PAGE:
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University of Maryland School of Medicine Names Dr. Joshua M. Abzug as Deputy Surgeon-In-Chief and Chief of Pediatric Orthopaedics for the University of Maryland Children’s Hospital

January 16, 2015

Joshua M. Abzug

Appointment Bolsters Maryland’s Position as a Leader in Pediatric Orthopedic Surgery

Andrew Pollak, MD, the professor and chair at the University of Maryland School of Medicine (UM SOM) Department of Orthopaedic Surgery, and Dean E. Albert Reece, MD, PhD, MBA, announced today that Joshua M. Abzug, MD, a national expert on pediatric upper extremity conditions, has been appointed deputy surgeon-in-chief for the University of Maryland Children’s Hospital, Chief of Pediatric Orthopaedics at the University of Maryland Medical Center and vice-chair of the Dean’s Council for Pediatric Surgery.

Dr. Abzug will be responsible for helping to manage and grow pediatric the orthopaedic surgery practice at the medical center. An assistant professor of orthopedics and pediatrics at the University of Maryland School of Medicine, he is also the director of the University of Maryland Brachial Plexus Practice in the University of Maryland Medical System.

Dr. Abzug received a BS from York College and an MD from Penn State University College of Medicine. He was a resident at Drexel University College of Medicine in Philadelphia, and did fellowships at the Philadelphia Hand Center at Thomas Jefferson University Medical College, the Shriners Hospital for Children and St. Christopher’s Hospital for Children, both of which are also in Philadelphia. He is currently an associate editor of three journals, Hand, Hand-E and The Journal of Hand Surgery.

“Joshua Abzug is recognized as a premier clinician and researcher,” said Dr. Pollak. “His new roles reflect the overall excellence of his work. I congratulate him on this well-deserved promotion.”

Dr. Abzug has focused much of his research and clinical practice on pediatric upper extremity conditions, including brachial plexus injuries, a network of nerves in the neck and shoulder region. He also participates in many research projects involving pediatric fracture care and care of the adult upper extremity; in a research study performed last year, he and his colleagues found that in more than 90 percent of cases, pediatric fractures had not been appropriately splinted. The splints were often applied in ways that had the potential to cause harm or lead to longer than necessary recovery.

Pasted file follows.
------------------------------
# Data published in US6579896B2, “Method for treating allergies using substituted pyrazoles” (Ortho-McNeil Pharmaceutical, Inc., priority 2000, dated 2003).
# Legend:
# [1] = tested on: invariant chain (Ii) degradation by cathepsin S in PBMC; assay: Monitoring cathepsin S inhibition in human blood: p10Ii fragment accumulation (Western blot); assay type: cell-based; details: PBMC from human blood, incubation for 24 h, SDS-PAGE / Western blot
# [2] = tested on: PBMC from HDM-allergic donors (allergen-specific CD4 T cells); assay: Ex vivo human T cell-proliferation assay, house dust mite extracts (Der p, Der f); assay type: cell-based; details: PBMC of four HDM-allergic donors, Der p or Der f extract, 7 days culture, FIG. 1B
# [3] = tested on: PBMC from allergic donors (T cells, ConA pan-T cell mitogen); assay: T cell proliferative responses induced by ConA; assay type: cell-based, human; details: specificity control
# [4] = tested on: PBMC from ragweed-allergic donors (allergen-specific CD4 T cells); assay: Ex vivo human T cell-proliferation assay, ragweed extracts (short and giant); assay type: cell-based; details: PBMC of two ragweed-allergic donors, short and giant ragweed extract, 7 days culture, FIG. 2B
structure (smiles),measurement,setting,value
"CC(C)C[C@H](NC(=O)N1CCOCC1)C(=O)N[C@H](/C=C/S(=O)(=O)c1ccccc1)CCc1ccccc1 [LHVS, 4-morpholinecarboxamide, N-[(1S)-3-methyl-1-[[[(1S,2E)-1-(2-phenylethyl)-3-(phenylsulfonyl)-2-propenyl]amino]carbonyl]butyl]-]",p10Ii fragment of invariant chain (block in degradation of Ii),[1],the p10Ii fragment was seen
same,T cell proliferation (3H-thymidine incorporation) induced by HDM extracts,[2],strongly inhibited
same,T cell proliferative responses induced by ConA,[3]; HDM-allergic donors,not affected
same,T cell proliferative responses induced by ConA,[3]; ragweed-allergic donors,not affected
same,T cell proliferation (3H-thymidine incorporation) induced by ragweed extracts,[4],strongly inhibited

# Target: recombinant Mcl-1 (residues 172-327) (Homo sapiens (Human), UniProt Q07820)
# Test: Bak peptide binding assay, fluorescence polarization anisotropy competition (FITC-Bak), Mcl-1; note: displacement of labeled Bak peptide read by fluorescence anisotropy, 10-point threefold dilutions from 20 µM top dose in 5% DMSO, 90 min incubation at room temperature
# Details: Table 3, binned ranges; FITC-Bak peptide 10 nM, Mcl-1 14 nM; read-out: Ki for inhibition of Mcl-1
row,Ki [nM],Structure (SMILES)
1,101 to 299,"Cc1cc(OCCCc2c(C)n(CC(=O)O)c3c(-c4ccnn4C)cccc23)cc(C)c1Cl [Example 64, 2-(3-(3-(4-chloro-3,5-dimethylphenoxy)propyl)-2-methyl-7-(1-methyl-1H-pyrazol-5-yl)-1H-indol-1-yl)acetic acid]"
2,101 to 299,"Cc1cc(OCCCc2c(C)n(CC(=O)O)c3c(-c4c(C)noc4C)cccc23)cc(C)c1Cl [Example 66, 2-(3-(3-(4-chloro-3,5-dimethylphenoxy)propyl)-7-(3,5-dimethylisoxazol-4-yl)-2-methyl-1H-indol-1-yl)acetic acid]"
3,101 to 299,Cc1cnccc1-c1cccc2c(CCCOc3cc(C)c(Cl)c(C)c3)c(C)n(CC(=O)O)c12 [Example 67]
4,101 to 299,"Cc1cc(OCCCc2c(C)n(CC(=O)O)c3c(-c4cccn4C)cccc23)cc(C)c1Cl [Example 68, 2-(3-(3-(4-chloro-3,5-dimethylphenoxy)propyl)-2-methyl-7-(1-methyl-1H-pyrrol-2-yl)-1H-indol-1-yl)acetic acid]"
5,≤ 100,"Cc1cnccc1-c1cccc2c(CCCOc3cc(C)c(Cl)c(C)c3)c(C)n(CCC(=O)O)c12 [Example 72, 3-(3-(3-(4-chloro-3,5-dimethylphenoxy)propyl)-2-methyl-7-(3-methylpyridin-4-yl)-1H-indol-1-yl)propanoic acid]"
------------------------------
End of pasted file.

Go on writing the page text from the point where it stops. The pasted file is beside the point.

“Dr. Abzug has established himself as a top expert in the field,” said Dean Reece, who is vice president for Medical Affairs, University of Maryland, and the John Z. and Akiko K. Bowers Distinguished Professor and Dean of the School of Medicine. “He has greatly enhanced the clinical, research and educational components of our pediatric surgery program, and I know that with these new appointments, he will continue to do great work.”

About the University of Maryland School of Medicine

The University of Maryland School of Medicine was chartered in 1807 and is the first public medical school in the United States and continues today as an innovative leader in accelerating innovation and discovery in medicine. The School of Medicine is the founding school of the University of Maryland and is an integral part of the 11-campus University System of Maryland. Located on the University of Maryland’s Baltimore campus, the School of Medicine works closely with the University of Maryland Medical Center and Medical System to provide a research-intensive, academic and clinically based education. With 43 academic departments, centers and institutes and a faculty of more than 3,000 physicians and research scientists plus more than $400 million in extramural funding, the School is regarded as one of the leading biomedical research institutions in the U.S. with top-tier faculty and programs in cancer, brain science, surgery and transplantation, trauma and emergency medicine, vaccine development and human genomics, among other centers of excellence. The School is not only concerned with the health of the citizens of Maryland and the nation, but also has a global presence, with research and treatment facilities in more than 35 countries around the world.




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